In the Kočevje drevi art gallery, the group exhibition Roški kvartir is opening with the works of five artists who in their practice often depict nature and the forest ecosystem.
They present their works Tina Dobrajc, Mitja Ficko, Peter Gaber, Mito Gegič and Monika Slemc Klavžar.
Although the participating artists present works of larger and smaller formats, which are characterized by specific author’s styles and recognizable artistic language, in the foreground are nevertheless more monumental works, which, according to the curator Maše Žekš “they approach the atmosphere of mighty nature, the endless seam, the mysterious milieu, the beasts and their hiding places”.
To nature, every artist or the artist approaches from another stage and in a different way. As we read in the exhibition text, Mito Gegič paints the depicted forests through the prism of Slovenian hunting tradition. It critically and ambivalently tackles the power relations between regulatory bodies, unwavering toxic masculinity and capitalism in relation to moral ethics and compassion. In her characteristic works, Monika Slemc Klavžar delves into the geological composition and foundations of natural laws and explores the complex relationship between man and nature, which is even more destructive in a hectic technologically advanced society.
Tina Dobrajc intertwines saturated and dark forests with feminism and ambiguous folklore, and in addition to environmental issues, she also raises a more complex geopolitical question about the growing and recurring xenophobic tendencies in our environment.
Peter Gaber and Mitja Ficko are more of a dream. With his bold volumes and dark abstraction, Peter Gaber draws the viewer into melancholic spheres, illustrated in a primordial down-to-earth manner, while Mitja Ficko, with his thoughtful composition and placement of cute creatures, brings nature closer to us as an extremely inviting and varied habitat. Individual works on the border with abstraction are distinguished by the skillful layering of artistic elements, intense colors, the use of glitter and the rendering of specific night scenes.
Between national pride and the horror of historical memoriesAccording to the curator, the exhibition with its images of a dark forest, mysterious undergrowth, rocks, hydrosphere, wild creatures and methodically placed anthropomorphic figures and their ambivalent implications for the environment brings associations and memories linked to the Kočevski primeval forest, pristine wilderness and, in general, the homeland, the land of forests.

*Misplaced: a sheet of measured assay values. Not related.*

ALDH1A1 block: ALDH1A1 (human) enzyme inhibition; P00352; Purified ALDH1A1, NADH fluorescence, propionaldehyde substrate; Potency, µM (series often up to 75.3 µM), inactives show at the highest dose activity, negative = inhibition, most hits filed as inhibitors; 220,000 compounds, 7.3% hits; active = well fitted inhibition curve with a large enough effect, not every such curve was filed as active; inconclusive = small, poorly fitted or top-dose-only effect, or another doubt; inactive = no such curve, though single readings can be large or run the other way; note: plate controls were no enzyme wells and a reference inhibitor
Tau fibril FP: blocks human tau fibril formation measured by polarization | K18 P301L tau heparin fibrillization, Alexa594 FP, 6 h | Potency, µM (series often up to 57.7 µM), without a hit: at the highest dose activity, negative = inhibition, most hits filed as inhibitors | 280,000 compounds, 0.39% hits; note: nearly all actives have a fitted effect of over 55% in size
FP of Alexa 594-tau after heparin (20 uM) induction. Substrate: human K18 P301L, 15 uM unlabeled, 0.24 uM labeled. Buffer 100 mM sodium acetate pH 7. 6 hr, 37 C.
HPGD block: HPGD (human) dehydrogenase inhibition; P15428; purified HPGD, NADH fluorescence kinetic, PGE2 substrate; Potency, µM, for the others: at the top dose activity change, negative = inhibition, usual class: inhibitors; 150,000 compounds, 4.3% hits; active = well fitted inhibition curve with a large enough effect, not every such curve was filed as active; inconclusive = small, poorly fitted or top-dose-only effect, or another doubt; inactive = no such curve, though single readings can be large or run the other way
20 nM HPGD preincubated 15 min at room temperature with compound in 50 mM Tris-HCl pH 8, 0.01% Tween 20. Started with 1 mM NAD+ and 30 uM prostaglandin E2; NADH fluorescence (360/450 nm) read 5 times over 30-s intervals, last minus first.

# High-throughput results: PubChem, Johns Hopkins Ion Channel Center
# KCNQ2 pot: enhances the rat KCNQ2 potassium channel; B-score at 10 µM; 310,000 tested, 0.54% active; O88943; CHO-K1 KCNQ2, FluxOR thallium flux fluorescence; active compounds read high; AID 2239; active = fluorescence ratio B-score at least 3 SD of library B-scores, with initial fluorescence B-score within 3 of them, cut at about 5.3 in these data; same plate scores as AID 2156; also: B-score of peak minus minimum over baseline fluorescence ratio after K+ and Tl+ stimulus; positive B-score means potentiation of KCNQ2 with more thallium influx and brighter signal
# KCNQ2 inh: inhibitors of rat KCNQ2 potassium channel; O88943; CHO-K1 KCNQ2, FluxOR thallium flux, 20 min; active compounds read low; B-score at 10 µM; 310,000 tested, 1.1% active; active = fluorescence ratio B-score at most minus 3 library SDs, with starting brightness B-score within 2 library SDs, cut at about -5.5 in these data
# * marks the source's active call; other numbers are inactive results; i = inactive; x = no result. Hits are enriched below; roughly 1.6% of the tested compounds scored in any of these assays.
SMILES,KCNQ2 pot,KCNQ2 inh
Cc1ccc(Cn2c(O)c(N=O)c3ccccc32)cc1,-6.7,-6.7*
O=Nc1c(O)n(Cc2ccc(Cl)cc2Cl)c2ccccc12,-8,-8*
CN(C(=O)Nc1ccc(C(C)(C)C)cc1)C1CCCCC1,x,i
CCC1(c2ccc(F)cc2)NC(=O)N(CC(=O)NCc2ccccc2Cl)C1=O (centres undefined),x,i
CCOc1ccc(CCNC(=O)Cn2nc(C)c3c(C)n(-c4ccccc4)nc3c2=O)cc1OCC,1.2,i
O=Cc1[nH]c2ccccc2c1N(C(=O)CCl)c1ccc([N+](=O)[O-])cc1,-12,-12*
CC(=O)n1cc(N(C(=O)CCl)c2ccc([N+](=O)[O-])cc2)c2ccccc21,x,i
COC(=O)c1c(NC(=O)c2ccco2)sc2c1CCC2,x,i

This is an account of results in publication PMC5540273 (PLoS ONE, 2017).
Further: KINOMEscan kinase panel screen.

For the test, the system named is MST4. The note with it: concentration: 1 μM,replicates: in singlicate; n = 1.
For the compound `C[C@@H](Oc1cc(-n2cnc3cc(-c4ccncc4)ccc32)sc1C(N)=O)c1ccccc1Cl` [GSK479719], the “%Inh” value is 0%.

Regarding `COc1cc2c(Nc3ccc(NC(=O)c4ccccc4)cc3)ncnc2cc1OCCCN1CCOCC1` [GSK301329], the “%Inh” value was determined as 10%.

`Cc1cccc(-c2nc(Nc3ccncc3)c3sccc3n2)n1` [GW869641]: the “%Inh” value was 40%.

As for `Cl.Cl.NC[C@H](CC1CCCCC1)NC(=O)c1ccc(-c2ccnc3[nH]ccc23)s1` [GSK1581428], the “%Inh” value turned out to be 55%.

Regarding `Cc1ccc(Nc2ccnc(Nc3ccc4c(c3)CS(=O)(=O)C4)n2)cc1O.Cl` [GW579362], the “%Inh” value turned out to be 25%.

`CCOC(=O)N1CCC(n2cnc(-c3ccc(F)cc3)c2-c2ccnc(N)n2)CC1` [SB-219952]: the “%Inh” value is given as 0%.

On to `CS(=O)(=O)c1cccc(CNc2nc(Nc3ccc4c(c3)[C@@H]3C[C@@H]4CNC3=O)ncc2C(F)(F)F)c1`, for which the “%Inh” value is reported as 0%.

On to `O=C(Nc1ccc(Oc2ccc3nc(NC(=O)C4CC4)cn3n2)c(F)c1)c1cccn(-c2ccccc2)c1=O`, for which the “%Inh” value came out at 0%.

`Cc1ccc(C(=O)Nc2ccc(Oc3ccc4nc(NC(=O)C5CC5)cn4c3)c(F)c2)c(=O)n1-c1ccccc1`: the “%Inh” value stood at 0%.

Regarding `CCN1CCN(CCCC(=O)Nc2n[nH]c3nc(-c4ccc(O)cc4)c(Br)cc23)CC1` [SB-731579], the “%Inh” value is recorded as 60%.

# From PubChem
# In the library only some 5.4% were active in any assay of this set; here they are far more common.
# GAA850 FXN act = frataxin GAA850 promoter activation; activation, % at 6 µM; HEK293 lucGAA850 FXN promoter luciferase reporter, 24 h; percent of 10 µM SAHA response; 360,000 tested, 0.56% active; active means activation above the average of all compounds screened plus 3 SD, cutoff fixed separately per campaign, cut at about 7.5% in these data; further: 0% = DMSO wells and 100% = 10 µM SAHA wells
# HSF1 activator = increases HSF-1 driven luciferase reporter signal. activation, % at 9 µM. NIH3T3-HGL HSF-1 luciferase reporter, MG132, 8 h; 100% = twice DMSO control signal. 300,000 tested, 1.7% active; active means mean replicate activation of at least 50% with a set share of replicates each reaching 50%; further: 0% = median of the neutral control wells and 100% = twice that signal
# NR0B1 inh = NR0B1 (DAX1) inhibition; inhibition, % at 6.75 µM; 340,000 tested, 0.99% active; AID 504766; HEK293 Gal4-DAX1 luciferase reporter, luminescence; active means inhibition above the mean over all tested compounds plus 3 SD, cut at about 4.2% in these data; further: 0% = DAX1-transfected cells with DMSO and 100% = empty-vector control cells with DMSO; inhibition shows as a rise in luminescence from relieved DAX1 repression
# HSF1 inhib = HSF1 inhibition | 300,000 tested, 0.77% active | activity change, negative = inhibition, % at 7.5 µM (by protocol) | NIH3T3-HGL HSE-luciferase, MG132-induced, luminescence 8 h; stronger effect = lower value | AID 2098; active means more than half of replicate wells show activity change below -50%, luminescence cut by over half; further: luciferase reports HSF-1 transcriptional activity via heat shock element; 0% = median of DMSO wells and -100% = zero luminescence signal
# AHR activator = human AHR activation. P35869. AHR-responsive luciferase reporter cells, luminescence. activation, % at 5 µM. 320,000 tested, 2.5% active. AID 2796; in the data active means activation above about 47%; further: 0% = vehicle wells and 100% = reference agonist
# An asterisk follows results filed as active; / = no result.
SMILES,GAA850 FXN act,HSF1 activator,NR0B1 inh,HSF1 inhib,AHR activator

The title of the exhibition and its placement in the Kočev art salon allude to the sung Karst plateau, which on the one hand is connected to wider (almost automated) national pride, and on the other hand evokes fear and political-historical debris, the curator draws parallels. The presented works show nature, which can be a field for the manifestation of various stories and reflections – somewhere in the foreground is admiration for beauty, elsewhere critical and more direct messages, he writes.
“In relation to the local space, their works are applied to the properties, atmosphere and identity of the environment, which is discovered and understood in layers – initially a completely logical, generally understandable, anyway desirable liking of forests and nature. This is followed by a pinch of appealing pedantry that hints to local hobbies, tourist attractions or driving through Dolenjka. The latter reality of labor migrants under the surface is complemented by a more internal, impudence-saturated suggestion of existing and historical issues related to the communities living there, Kočevski Rog and the southern state border.”
The exhibition will be on display until June 10.